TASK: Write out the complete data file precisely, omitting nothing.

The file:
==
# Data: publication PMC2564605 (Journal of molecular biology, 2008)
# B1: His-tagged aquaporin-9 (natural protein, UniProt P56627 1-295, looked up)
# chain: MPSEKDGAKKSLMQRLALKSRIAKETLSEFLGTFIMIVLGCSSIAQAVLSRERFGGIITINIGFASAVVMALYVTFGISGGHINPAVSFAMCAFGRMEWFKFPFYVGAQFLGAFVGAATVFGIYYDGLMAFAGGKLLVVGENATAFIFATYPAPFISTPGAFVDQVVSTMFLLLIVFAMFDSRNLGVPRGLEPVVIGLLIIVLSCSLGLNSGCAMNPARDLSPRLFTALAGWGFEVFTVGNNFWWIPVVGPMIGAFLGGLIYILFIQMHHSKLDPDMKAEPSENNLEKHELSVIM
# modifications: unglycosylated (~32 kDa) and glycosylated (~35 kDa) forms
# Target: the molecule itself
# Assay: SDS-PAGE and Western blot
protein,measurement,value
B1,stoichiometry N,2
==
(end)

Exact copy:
# Data: publication PMC2564605 (Journal of molecular biology, 2008)
# B1: His-tagged aquaporin-9 (natural protein, UniProt P56627 1-295, looked up)
# chain: MPSEKDGAKKSLMQRLALKSRIAKETLSEFLGTFIMIVLGCSSIAQAVLSRERFGGIITINIGFASAVVMALYVTFGISGGHINPAVSFAMCAFGRMEWFKFPFYVGAQFLGAFVGAATVFGIYYDGLMAFAGGKLLVVGENATAFIFATYPAPFISTPGAFVDQVVSTMFLLLIVFAMFDSRNLGVPRGLEPVVIGLLIIVLSCSLGLNSGCAMNPARDLSPRLFTALAGWGFEVFTVGNNFWWIPVVGPMIGAFLGGLIYILFIQMHHSKLDPDMKAEPSENNLEKHELSVIM
# modifications: unglycosylated (~32 kDa) and glycosylated (~35 kDa) forms
# Target: the molecule itself
# Assay: SDS-PAGE and Western blot
protein,measurement,value
B1,stoichiometry N,2